In his follow-up to The Time Traveler’s Guide to Medieval England, Ian Mortimer takes the reader forward in time about 200 years to show what everyday life was like for people from all walks of life during the time of Elizabeth I. As with the previous book, the reader is immersed in all the sensory details of life in that time period, making this a far more absorbing historical study than many of the other nonfiction books about the Elizabethan Age.
History tends to focus on this period as a Golden Age. This is true in terms of exploration, literary accomplishments and military victories. However, many faced periods of famine, and everyone continued to be threatened by epidemics of the plague and sweating sickness. Religious turmoil also continued during Elizabeth’s reign, pitting Protestants against Catholics and Puritans against pretty much everybody else. Mortimer uses historical evidence to present a balanced account of both the trials and triumphs of the period.
The book is written so that we as readers are as close as we can get to actually being in 16th-century England, witnessing the day-to-day activities of rural and city folk, the poor and the rich. We get a glimpse into what they’re thinking and feeling as well as how they talk, eat, and dress (perhaps the most confusing chapter of the book for me—there was a mind-boggling assortment of wardrobe pieces for women). We also learn how they deal with crime, disease, travel, and hygiene.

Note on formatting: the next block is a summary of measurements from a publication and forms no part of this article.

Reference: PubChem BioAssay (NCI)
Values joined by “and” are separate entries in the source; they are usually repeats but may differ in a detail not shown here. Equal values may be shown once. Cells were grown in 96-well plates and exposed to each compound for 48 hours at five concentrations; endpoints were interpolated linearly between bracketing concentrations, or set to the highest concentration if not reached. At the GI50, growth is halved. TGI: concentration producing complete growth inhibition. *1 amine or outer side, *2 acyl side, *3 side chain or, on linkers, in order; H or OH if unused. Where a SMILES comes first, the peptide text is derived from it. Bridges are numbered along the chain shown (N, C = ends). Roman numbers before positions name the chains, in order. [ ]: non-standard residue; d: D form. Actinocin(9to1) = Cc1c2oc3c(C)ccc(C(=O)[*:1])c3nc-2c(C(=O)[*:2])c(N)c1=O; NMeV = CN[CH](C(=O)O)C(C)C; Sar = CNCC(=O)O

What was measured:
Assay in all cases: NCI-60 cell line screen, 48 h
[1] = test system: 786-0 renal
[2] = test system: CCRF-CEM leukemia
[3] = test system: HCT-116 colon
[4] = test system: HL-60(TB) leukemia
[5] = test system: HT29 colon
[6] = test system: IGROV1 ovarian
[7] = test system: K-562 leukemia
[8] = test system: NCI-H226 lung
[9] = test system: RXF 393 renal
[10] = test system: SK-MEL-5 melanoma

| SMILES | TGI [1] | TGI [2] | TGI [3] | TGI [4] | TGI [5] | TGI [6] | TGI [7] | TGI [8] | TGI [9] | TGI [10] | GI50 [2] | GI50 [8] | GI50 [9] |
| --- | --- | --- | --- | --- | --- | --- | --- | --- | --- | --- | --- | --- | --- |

Mortimer approaches these topics with humor and wit, making The Time Traveler's Guide to Elizabethan England much more engaging than most other history books. The works cited shows evidence of Mortimer’s exhaustive research, and the attention to every detail brings the Elizabethan people to vivid life on every page. As an Elizabethan scholar, I found this book an absolute joy to read.